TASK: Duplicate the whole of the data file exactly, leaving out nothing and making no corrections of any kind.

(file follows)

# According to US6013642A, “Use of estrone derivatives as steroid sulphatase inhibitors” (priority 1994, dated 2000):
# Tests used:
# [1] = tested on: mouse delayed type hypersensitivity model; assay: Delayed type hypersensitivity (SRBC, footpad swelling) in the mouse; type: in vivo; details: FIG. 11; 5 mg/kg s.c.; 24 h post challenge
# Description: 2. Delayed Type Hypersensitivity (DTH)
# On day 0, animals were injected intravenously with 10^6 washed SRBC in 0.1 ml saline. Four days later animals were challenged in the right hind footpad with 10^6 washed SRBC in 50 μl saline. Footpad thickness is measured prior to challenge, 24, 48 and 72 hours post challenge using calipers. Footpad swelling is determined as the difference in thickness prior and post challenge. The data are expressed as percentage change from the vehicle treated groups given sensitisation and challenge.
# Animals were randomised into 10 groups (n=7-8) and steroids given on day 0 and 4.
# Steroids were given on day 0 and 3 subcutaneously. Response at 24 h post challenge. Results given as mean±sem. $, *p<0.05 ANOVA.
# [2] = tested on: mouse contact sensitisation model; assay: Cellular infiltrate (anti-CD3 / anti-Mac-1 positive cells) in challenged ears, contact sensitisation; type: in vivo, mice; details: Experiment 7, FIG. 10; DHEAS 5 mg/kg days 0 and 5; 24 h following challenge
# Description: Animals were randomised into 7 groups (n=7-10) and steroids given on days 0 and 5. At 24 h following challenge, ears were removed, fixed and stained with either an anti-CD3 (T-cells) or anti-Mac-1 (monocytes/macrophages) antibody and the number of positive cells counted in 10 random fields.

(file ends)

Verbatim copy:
# According to US6013642A, “Use of estrone derivatives as steroid sulphatase inhibitors” (priority 1994, dated 2000):
# Tests used:
# [1] = tested on: mouse delayed type hypersensitivity model; assay: Delayed type hypersensitivity (SRBC, footpad swelling) in the mouse; type: in vivo; details: FIG. 11; 5 mg/kg s.c.; 24 h post challenge
# Description: 2. Delayed Type Hypersensitivity (DTH)
# On day 0, animals were injected intravenously with 10^6 washed SRBC in 0.1 ml saline. Four days later animals were challenged in the right hind footpad with 10^6 washed SRBC in 50 μl saline. Footpad thickness is measured prior to challenge, 24, 48 and 72 hours post challenge using calipers. Footpad swelling is determined as the difference in thickness prior and post challenge. The data are expressed as percentage change from the vehicle treated groups given sensitisation and challenge.
# Animals were randomised into 10 groups (n=7-8) and steroids given on day 0 and 4.
# Steroids were given on day 0 and 3 subcutaneously. Response at 24 h post challenge. Results given as mean±sem. $, *p<0.05 ANOVA.
# [2] = tested on: mouse contact sensitisation model; assay: Cellular infiltrate (anti-CD3 / anti-Mac-1 positive cells) in challenged ears, contact sensitisation; type: in vivo, mice; details: Experiment 7, FIG. 10; DHEAS 5 mg/kg days 0 and 5; 24 h following challenge
# Description: Animals were randomised into 7 groups (n=7-10) and steroids given on days 0 and 5. At 24 h following challenge, ears were removed, fixed and stained with either an anti-CD3 (T-cells) or anti-Mac-1 (monocytes/macrophages) antibody and the number of positive cells counted in 10 random fields.